Putting the best foot forward

By on November 25, 2020
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We can tackle the complications of foot and ankle injury from diabetes with a systematic approach

India is the diabetes capital of the world. If we extrapolate this information to the complications of diabetes, then one can conclude that diabetic foot ulcer is at the top of the list.

Diabetes destroys our body slowly but surely despite good control of sugar. The longer you have it, the more the chances of complications.

Loss of sensation in the foot is caused by damage to the nerves’ myelin sheath which results in loss of balance and also inability to feel pain. This is a dangerous situation that exposes our feet to new deformities, loss of sweating leading to drying of skin and loss of pain sensation.

This triad creates abnormal pressure points on the sole, sides and toes. Shoe bites, corns, infected nails and cracked heel pads are early warning signs of impending foot ulcer.

Due to loss of pain sensation this early, ulcers go undetected and can turn into chronic infected ulcers reaching the underlying bone, which in 30-40 per cent of cases end up in below-knee amputation. Poor blood supply due to associated atherosclerosis (narrow blood vessels) also compromises the healing response and may cause local gangrene.

To add insult to injury, the present attitude and methods of treatment are outdated with no science to support them. Lack of proper understanding of foot biomechanics and the disease process mean the foot ulcer is treated by the least experienced doctor due to a defeatist attitude, presuming that nothing good can happen and will eventually lead to amputation.

So what can we do to prevent amputation? Prevent formation of the ulcer.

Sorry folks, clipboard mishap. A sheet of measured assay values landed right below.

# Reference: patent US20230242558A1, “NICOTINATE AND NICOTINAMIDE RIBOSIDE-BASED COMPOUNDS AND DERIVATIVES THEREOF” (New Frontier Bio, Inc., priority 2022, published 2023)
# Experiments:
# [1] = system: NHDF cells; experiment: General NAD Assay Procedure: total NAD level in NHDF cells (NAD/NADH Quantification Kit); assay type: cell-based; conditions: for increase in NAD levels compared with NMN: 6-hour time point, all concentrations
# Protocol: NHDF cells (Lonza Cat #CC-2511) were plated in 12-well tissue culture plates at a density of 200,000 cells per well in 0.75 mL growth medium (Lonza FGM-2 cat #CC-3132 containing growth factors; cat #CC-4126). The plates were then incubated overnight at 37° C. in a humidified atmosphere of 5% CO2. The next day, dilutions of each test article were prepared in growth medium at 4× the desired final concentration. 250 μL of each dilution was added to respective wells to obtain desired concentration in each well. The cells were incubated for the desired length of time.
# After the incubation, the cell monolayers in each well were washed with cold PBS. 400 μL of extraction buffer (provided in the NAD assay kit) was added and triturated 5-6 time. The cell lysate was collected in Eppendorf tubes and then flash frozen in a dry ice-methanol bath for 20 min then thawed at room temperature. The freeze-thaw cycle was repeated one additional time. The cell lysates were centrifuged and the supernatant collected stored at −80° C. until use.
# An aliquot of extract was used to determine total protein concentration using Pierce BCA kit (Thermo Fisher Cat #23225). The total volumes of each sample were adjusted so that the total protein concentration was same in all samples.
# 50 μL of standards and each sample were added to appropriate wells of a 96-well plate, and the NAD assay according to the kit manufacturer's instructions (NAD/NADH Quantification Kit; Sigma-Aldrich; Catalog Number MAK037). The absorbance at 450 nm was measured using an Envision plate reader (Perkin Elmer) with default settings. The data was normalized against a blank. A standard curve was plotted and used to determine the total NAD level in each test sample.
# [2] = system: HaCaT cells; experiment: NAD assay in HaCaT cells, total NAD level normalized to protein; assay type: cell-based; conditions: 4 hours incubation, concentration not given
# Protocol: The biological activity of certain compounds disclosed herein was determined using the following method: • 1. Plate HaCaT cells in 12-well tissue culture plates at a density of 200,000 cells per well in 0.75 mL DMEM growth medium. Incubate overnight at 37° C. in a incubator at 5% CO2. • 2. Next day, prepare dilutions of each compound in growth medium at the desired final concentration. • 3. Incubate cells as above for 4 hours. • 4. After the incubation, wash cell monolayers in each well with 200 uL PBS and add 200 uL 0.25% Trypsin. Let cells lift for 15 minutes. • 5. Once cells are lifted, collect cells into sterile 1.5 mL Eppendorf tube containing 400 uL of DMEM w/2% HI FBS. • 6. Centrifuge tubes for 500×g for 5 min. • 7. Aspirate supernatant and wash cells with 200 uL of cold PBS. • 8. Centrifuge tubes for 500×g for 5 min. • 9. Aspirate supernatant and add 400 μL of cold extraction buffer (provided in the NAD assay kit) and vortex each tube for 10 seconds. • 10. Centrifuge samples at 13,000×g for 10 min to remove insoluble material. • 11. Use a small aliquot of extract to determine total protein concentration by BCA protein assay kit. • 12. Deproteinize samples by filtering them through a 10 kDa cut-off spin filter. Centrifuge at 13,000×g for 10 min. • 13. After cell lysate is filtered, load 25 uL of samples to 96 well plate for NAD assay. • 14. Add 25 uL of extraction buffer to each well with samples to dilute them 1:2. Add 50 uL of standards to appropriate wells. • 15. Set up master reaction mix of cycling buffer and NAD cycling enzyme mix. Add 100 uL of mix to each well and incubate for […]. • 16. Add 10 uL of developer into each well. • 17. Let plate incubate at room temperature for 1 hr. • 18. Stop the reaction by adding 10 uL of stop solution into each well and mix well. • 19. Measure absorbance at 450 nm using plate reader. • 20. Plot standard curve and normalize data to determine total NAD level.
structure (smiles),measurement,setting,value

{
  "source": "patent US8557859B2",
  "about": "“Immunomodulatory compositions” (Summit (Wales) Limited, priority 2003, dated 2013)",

Plan of Action

l Tight control of sugar by appropriate medication (tablets and/or insulin).

l Education on diabetes control, nutrition and skin care for the foot to prevent drying, look for early lesions, like corns, cracked skin, nail infections, etc.

l Use of special footwear, total contact cast to redistribute the forces on the sole and off-load the pressure points. (Offloading Orthotics).

l Early surgery to clean the ulcer 

and start antibiotics to prevent and control infection.

l Treat associated diseases like hypertension, high lipids, obesity, uric acid, etc.

l Improve blood flow by drugs or by angioplasty on the blocked or narrowed vessels.

l Team approach which includes the patient, diabetes wound care nurse, surgeon, orthopaedic foot and ankle specialist, physician, vascular surgeon, plastic surgeon, orthotist, prosthetist, dietician, social and psychology counsellor.

We need grass root-level sensitisation of patients, doctors and the public about the perils of the problem and prevention strategies. We also need to provide a safe environment for patients including access to get educated, receive comprehensive treatment and have regular follow ups to prevent recurrence or progression of complications.

Rotary Foundation can have a long-term project to win over this deadly disease so that we save limbs and lives; and give our country a productive and self-sustaining citizen who is not a burden on the healthcare budget.


1. Improve awareness by advertising

2. Educate public by seminars through print, digital media, radio and TV

3. Distribute educational pamphlets

4. Collaborate with healthcare facilities in government and private sectors to improve attitude, infrastructure and trained manpower

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